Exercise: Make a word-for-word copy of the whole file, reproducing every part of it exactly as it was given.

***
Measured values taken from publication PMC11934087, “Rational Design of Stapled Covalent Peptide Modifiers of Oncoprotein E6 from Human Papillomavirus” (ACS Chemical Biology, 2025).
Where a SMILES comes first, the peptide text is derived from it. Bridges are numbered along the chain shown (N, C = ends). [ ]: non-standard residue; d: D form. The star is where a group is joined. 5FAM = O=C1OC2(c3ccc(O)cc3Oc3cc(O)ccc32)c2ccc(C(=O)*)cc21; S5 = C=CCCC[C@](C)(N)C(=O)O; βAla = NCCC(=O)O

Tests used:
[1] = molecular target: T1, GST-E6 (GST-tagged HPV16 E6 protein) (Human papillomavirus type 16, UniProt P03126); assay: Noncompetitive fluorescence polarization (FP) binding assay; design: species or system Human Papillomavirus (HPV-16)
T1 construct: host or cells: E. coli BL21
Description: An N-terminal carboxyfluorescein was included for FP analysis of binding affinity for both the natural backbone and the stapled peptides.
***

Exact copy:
Measured values taken from publication PMC11934087, “Rational Design of Stapled Covalent Peptide Modifiers of Oncoprotein E6 from Human Papillomavirus” (ACS Chemical Biology, 2025).
Where a SMILES comes first, the peptide text is derived from it. Bridges are numbered along the chain shown (N, C = ends). [ ]: non-standard residue; d: D form. The star is where a group is joined. 5FAM = O=C1OC2(c3ccc(O)cc3Oc3cc(O)ccc32)c2ccc(C(=O)*)cc21; S5 = C=CCCC[C@](C)(N)C(=O)O; βAla = NCCC(=O)O

Tests used:
[1] = molecular target: T1, GST-E6 (GST-tagged HPV16 E6 protein) (Human papillomavirus type 16, UniProt P03126); assay: Noncompetitive fluorescence polarization (FP) binding assay; design: species or system Human Papillomavirus (HPV-16)
T1 construct: host or cells: E. coli BL21
Description: An N-terminal carboxyfluorescein was included for FP analysis of binding affinity for both the natural backbone and the stapled peptides.